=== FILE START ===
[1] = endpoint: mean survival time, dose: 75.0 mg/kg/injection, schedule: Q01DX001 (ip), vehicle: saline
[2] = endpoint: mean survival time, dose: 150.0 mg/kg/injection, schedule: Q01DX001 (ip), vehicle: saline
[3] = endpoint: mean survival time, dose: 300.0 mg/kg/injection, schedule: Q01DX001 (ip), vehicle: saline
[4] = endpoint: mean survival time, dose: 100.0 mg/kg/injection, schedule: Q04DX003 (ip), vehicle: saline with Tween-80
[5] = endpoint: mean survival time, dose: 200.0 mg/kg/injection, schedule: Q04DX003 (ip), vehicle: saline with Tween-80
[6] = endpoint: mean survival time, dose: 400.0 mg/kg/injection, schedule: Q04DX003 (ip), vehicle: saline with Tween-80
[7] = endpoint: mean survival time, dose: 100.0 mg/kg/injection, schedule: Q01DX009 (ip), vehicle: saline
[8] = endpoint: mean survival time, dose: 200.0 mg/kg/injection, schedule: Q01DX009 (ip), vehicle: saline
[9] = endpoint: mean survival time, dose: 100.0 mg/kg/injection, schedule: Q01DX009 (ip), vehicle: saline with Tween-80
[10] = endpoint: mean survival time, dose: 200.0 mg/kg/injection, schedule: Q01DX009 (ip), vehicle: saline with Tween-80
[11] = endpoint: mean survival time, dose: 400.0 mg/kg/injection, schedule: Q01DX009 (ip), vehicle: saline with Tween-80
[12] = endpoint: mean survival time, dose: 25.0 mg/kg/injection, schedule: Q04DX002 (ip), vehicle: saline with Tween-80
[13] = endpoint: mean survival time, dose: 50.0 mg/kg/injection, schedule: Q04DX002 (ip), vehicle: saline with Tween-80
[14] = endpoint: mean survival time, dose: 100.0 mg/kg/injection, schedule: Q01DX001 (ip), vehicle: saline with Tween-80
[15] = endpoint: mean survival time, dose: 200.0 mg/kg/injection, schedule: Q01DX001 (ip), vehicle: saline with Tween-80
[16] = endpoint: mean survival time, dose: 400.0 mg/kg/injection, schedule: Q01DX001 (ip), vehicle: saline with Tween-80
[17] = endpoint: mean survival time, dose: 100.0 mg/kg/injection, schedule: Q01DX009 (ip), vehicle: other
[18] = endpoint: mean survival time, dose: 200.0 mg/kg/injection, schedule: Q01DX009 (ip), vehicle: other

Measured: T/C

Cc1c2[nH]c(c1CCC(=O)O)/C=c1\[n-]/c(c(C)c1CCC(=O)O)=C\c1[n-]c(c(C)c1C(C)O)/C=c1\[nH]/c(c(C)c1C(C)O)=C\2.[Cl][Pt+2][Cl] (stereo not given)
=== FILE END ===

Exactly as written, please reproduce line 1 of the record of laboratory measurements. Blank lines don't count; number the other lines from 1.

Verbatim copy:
[1] = endpoint: mean survival time, dose: 75.0 mg/kg/injection, schedule: Q01DX001 (ip), vehicle: saline